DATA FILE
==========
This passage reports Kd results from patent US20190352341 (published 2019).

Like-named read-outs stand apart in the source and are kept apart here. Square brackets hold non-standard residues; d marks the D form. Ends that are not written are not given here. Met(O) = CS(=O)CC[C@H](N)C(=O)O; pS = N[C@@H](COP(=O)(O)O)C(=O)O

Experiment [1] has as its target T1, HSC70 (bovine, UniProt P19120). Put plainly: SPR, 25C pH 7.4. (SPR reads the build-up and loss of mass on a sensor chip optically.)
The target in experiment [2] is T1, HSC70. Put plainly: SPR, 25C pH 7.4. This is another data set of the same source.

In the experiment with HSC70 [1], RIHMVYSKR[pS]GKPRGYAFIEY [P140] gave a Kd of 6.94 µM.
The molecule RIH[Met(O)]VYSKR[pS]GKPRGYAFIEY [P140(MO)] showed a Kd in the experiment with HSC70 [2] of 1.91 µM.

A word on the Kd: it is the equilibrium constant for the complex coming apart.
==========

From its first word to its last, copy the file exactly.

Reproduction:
This passage reports Kd results from patent US20190352341 (published 2019).

Like-named read-outs stand apart in the source and are kept apart here. Square brackets hold non-standard residues; d marks the D form. Ends that are not written are not given here. Met(O) = CS(=O)CC[C@H](N)C(=O)O; pS = N[C@@H](COP(=O)(O)O)C(=O)O

Experiment [1] has as its target T1, HSC70 (bovine, UniProt P19120). Put plainly: SPR, 25C pH 7.4. (SPR reads the build-up and loss of mass on a sensor chip optically.)
The target in experiment [2] is T1, HSC70. Put plainly: SPR, 25C pH 7.4. This is another data set of the same source.

In the experiment with HSC70 [1], RIHMVYSKR[pS]GKPRGYAFIEY [P140] gave a Kd of 6.94 µM.
The molecule RIH[Met(O)]VYSKR[pS]GKPRGYAFIEY [P140(MO)] showed a Kd in the experiment with HSC70 [2] of 1.91 µM.

A word on the Kd: it is the equilibrium constant for the complex coming apart.